MT - Using BIM as a PM Tool: 4.3. – Secondary Data Summary

An exhaustive research was done to find the 35 case studies that served us as a basis to analyze the influence of BIM in real life construction projects.
The sample of projects was not homogeneous, with half of the case studies being projects build in United States (Table 4.4). This is probably due to the higher penetration rates of BIM in USA compared to Europe (Figure 1.2) and a higher number of scholars and professional bodies publishing articles about the subject on the west side of the Atlantic ocean. Regardless of this, 35 case studies are an important sample, and the results and finding obtained are relevant to analyze the role of BIM as a PM Tool.

Table 4.4 Case Study Count per Country
Number of Case Study Projects
Middle East

As it has been mentioned before, this part of the research was aimed to find in which ways BIM can help delivering construction projects based on the KPIs defined on table 3.1. The results show that Cost, Time, Communication, Coordination and Quality are the KPIs more positively affected by the implementation of BIM.
The same results show that the challenges and negative effects of BIM implementation are relatively few, and most of them are focused on software or hardware issues. We suggest that these problems and challenges could be solved with a wider implementation of BIM in all firms involved in the project, with better training for all employees involved and with stakeholders getting used to working in a new way. Further studies might be needed once BIM has more penetration in the industry to analyze if these challenges are actually easy to overcome.
Lastly, the a priori list of 10 reasons for PM to be BIM proficient (Allison, 2010) are here briefly compared with the results and findings of the case study research (Table 4.5) to analyze if what BIM lobbyist are saying about the potentials of BIM is actually being found in real life projects.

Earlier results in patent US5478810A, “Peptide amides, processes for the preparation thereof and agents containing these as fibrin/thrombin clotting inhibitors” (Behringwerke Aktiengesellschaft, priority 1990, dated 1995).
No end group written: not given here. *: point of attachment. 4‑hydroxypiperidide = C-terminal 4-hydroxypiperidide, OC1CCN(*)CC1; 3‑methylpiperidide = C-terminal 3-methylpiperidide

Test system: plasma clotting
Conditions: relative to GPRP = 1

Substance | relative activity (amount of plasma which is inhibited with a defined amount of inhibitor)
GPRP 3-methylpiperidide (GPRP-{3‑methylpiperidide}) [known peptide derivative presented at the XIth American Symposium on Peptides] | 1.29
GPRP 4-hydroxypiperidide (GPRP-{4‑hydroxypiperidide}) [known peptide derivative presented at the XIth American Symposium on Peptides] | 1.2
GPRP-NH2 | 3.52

Table 4.5 Benefits of BIM for PM in the case studies
A priori benefit (after Allison, 2010)
Benefits in case study literature?
Organize the project schedule and budget
project management team used 4D models to discover several conflicts in the schedule which were not discovered in the CPM-based Gantt chart (Haymaker and Fischer, 2001)
Work well with the Design Team
The design team was also able to share some information to help facilitate coordination. ( McGraw-Hill, 2010a)
Hiring and controlling the Subcontractors
Subcontractors were more knowledgeable about the project as they have been involved sooner and are resolving issues in the design and detailing stage that would typically come up in the field. (Khanzode et al. , 2008)
RFIs and Change Orders
37% reduction in coordination RFIs and a 32% reduction in coordination change orders (McGraw-Hill, 2009)
Optimize the Owner’s experience and satisfaction
savings of $9M and 6 months to the owner due to the use of the BIM / VDC tools and a collaborative project delivery approach (Khanzode et al., 2008)
Project closeout
The later phases of a project, such as closeout or operations and maintenance, are not seen as valuable opportunities for BIM by any users, including owners. (McGraw-Hill, 2009)
Profit margin
Engineers see BIM saving time and money. For them the analysis is simple: less problems equals more profit (…) profitability increased as a result of using BIM. (McGraw-Hill, 2009)
Progressive Owners are mandating BIM on their projects: 
Half of owners (48%) say that BIM’s impact on the overall project outcome is a high benefit (...) increasingly, contractors are mandating BIM from key trades and owners are demanding it from entire teams. (McGraw-Hill, 2009)
PM Firm Growth
Leveraging BIM capability to win new business was reported as the top internal business benefit (McGraw-Hill, 2009)

The comparison shows that the a priori benefits of using BIM for Project Managers are actually being found in real life case studies. Only the benefits related to project closeout are not being yet perceived by users or owners. BIM benefits are thus not just theoretical and moreover, they are perceived by many stakeholders. Project Managers who are not pushing for BIM use in their projects should be aware of these benefits having real positive effects, and consider in which projects they could consider the potential implementation of BIM.
All the insights that we obtained from this secondary data gathering and analysis will be compared on chapter 6 with the information collected from primary sources. The results from these primary sources will be described and analyzed in the following chapter.

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